Resistance has flourished in the fertile ground of overuse and underprofit – we love prescribing antibiotics, patients love asking for them, and pharma doesn’t make much money from their development or sale, so they don’t really care.
This combination makes it disastrously easy to give antibiotics. Cephazolin, vancomycin, ceftriaxone and metronidazole. They’re all to hand – all within easy reach in the top drawer of the anaesthetic trolley, at the end of a pen or at the tap of a keyboard
Cheap and available.
Like an alcoholic working behind the bar, we need saving from ourselves.
Sure, we can cut off access to the really new and expensive antibiotics, but there are so many other ones available, some equally heavy duty, that it doesn’t really matter. For us, addicted as we are, it’s like locking the top shelf of the liquor cabinet, but having the Johnny Red at eye level and open.
Surgical prophylaxis is the most common reason why antibiotics are prescribed overall. Antibiotics are used in many surgeries to prevent infection – a potentially deadly complication and an important use for antibiotics. Indeed, having effective antibiotics was one of the main developments that allowed major surgery to be done safely.
But in up to 41.5% of cases, prophylaxis is continued for greater than 24 hours – which should happen in less than 5% of surgical cases.
And it’s the same story in primary care, where almost 40% of the cephalexin prescribed is considered inappropriate.
One of the biggest contributors to antibiotic misuse is selecting an inappropriately broad-spectrum antibiotic. Doctors have become so complacent with our ready access to bug killers that instead of calling in the sniper, we reach for the tactical nukes.
And the consequences of continuing to practise like this could lead to a world where many of the surgeries and treatments we take for granted are no longer possible.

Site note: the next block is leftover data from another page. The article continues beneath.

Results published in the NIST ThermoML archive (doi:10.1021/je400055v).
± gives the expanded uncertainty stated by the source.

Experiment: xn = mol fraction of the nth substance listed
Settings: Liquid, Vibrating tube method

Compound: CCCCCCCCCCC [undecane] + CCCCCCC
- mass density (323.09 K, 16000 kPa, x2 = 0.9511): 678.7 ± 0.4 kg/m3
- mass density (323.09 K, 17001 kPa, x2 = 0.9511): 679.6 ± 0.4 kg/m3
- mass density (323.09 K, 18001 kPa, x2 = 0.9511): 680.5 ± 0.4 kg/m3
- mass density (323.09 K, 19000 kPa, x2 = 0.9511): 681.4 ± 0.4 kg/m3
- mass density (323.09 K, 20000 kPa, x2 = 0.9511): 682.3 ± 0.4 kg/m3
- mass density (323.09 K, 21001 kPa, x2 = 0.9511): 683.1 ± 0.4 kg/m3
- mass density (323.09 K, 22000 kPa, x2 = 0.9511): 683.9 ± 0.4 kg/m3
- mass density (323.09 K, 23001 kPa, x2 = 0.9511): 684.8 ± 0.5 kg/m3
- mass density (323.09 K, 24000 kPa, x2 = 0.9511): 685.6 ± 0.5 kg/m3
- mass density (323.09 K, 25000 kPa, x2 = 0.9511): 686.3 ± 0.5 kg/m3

In the past fortnight, I’ve anaesthetised people having hip and knee replacements, major abdominal surgery for cancer and two young women needing emergency caesarian sections. All of these procedures are reliant on effective antibiotic prophylaxis to prevent surgical site infection.
Of course, there are many things being done by dedicated and capable professionals to combat antibiotic resistance. But unless there’s widespread, top-down collaboration and commitments to changing practice at an individual–practitioner level, it will all be for nothing.
At an individual level, it’s fair to assume that no one thinks they’re the one using antibiotics inappropriately – and yet so many are. Which highlights the need for a new approach that either makes it harder to give antibiotics or forces practitioners to really think about it first.
With other drugs and equipment, the health system is pretty good at imposing restrictions on certain practices if ready access for all is either too expensive or deemed to risky. Opioids and other Schedule 8 drugs are good examples of normalised restriction.
And there are plenty of expensive drugs available only to certain specialists, or to non-specialists with the completion of certain clearance forms. And more importantly, the specific justification of why that drug is needed for that patient at that time.
If we’re serious about stopping antibiotic resistance, then we need broader-spectrum restrictions on their use.
If doctors had to sign all of our antibiotics out of a safe and fill out a special access form to use them, then perhaps there’d be more thought about whether they were really needed for that cough, cold or routine operation.
And hopefully more respect for how precious a commodity they are.
Dr Simon Hendel is an anaesthetist and freelance medical writer based in Melbourne
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